Skip to main content

Seeing (Im)Migration Through Jacob Lawrence’s Migration Series: A North American and Universal Expereince

May 2, 2017

Picture this: Sixty panel – size paintings depicting the ongoing journey of people leaving not only oppression at home, but famine, other economic difficulties as well. The caption on the last panel simply states “And the migrants kept coming.” Would this be a series reflecting the experience of Syrian and other refugees today? Yes and no. While Jacob Lawrence’s Migration Series told the bittersweet story of the Great Migration of African Americans from the U.S. South to better opportunities in the industrial North, the  artist was very clear that his series was a universal one. Then and now Canada has been a destination country.

On Saturday, March 4, 2017, twenty- four participants came to Paulette Thompson’s session on how to use the Migration Series as a resource to provide our students with not only a lens on the past but also one that concerns present day socio-cultural and political struggles. In order to discuss push and pull factors along with past and contemporary migration and immigration, participants examined the paintings using art education techniques. Poetry by Langston Hughes and music concerning the immigration and immigration of peoples of Japanese and Caribbean descent among others were presented and discussed in order to assist in comparing and contrasting racial, class, and gendered experiences in North America. Participants continued talking even after the session was over.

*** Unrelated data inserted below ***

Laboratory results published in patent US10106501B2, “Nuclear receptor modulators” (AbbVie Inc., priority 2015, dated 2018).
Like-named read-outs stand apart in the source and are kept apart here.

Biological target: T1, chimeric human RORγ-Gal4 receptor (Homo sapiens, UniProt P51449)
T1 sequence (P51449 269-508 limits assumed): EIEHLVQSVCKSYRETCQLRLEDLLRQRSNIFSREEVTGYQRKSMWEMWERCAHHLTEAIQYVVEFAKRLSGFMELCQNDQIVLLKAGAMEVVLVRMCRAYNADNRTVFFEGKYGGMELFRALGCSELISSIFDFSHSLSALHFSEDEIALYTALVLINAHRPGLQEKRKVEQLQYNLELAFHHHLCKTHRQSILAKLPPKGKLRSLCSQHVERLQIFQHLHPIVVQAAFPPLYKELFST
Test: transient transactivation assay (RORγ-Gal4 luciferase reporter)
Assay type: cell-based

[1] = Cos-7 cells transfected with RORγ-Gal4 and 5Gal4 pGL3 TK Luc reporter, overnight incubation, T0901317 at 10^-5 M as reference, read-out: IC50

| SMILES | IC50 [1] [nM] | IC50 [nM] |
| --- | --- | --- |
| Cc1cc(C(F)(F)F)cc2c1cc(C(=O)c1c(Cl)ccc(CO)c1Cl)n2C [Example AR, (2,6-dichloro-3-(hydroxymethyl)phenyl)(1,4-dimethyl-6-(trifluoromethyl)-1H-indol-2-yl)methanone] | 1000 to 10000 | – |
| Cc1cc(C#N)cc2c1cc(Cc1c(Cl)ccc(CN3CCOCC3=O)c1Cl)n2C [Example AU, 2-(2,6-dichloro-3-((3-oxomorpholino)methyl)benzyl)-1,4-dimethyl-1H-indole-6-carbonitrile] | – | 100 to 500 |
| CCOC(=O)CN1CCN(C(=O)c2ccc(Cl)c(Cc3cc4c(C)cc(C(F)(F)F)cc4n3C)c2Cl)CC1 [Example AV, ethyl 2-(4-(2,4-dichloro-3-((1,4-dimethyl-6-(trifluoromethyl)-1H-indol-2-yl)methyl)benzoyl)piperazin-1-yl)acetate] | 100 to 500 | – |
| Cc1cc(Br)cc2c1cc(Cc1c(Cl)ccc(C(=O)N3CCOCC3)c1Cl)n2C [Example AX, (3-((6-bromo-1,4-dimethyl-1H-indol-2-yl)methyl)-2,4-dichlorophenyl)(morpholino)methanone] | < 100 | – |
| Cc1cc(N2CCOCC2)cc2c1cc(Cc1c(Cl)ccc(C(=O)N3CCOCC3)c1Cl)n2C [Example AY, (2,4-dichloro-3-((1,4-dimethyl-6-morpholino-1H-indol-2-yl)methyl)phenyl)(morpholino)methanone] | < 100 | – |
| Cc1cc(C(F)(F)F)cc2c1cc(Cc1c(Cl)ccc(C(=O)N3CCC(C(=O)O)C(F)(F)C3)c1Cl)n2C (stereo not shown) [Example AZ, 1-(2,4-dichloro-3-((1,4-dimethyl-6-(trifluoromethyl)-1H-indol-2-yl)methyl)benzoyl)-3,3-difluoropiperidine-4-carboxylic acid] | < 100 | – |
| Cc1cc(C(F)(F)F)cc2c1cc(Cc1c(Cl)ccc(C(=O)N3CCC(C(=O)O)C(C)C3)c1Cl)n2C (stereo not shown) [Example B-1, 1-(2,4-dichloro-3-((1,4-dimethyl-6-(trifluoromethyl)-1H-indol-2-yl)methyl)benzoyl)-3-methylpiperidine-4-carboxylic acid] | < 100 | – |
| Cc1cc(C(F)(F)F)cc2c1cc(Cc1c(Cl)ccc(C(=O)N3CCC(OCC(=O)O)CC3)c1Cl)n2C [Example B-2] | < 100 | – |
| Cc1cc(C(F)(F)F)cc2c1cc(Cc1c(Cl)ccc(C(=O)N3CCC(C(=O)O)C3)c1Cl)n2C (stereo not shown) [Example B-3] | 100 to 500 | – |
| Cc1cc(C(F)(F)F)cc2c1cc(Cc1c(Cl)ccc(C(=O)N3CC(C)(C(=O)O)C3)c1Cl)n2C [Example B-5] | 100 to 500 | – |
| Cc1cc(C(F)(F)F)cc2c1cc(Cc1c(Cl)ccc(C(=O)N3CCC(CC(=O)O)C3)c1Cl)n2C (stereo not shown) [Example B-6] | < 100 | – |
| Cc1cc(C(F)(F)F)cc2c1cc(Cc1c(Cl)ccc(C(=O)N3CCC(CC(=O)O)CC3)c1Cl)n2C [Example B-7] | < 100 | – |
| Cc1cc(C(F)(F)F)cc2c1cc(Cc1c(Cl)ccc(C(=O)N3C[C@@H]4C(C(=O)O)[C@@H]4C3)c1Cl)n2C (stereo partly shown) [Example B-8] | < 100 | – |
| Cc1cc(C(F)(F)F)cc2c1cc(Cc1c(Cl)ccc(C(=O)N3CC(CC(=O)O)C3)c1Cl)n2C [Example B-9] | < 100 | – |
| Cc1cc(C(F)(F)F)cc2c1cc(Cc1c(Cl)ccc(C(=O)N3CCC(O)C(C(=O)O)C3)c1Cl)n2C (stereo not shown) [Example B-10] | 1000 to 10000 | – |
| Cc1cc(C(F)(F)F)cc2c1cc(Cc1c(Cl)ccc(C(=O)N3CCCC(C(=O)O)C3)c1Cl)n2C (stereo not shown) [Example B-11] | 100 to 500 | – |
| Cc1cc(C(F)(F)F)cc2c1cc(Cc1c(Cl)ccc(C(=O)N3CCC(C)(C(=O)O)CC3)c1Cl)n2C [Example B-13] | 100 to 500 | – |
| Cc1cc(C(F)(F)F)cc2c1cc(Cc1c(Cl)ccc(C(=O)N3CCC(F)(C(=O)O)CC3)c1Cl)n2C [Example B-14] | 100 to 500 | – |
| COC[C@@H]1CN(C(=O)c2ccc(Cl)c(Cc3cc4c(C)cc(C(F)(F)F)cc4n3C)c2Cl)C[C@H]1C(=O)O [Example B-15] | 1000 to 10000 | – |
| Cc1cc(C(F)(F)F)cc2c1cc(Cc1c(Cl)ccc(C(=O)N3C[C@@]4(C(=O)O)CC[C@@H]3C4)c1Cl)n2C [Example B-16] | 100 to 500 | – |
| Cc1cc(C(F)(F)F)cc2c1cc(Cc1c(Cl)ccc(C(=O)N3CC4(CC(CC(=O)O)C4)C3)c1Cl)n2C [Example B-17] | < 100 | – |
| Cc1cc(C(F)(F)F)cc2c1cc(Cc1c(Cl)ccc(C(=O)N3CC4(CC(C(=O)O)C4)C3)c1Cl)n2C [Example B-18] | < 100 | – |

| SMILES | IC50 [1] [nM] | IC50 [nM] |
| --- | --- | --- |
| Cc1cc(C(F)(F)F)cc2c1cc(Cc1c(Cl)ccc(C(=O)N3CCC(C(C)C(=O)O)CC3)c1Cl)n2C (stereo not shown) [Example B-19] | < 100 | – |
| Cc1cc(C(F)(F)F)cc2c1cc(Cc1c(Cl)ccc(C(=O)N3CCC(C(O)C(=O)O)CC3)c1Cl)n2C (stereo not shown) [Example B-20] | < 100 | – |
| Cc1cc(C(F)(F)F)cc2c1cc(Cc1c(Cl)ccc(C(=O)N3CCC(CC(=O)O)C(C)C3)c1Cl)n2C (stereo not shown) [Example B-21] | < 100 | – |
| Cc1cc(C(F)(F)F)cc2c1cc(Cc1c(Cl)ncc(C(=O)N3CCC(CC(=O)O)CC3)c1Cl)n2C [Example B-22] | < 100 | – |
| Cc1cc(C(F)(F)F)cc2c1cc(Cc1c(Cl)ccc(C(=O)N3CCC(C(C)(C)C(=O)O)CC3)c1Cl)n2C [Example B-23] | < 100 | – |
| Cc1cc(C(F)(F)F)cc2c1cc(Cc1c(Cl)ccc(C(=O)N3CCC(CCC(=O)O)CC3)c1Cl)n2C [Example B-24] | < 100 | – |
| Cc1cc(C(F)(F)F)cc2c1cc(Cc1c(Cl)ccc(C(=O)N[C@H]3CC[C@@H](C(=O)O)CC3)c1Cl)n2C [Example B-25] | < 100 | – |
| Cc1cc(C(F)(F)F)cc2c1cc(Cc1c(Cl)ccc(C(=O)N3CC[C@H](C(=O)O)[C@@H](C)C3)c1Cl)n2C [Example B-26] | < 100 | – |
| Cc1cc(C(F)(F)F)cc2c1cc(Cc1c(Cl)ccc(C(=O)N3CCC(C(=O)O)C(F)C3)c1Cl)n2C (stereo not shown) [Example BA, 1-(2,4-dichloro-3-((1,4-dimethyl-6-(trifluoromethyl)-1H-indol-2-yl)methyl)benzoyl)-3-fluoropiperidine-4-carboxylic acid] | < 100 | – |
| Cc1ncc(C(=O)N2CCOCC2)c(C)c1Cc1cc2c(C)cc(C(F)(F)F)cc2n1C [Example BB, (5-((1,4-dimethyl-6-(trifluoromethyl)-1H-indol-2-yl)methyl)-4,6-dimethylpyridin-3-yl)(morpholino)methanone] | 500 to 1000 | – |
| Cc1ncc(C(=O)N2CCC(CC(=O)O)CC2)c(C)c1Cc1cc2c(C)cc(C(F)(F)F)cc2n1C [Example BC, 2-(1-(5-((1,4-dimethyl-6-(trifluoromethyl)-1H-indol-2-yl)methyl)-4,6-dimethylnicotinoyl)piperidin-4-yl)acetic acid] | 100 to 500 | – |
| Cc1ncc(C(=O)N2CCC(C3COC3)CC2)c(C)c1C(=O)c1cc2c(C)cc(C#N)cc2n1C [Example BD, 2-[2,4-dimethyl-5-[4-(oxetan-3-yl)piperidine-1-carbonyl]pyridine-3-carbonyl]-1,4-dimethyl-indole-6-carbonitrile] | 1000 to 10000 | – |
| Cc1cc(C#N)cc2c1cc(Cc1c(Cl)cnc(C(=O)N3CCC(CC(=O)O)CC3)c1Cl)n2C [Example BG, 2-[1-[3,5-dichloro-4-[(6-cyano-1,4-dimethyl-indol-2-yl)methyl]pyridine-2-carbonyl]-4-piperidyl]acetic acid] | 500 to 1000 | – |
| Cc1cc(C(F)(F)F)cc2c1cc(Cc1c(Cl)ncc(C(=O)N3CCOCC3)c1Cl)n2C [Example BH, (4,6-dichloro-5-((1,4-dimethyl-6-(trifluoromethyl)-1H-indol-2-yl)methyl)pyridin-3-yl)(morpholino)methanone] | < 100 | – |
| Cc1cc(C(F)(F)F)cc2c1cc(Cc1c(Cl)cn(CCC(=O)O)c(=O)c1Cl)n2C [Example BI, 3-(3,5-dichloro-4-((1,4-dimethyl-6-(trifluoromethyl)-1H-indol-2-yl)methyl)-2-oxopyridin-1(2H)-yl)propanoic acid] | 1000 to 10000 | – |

Who says that delving into such a multidimensional and serious topic had to be boring? The evaluations of the session all attest to the fact that “a good learning time was had by all”!

Canadian Studies Center

Henry M. Jackson School of International Studies
University of Washington
Box 353650
Seattle WA, 98195-3650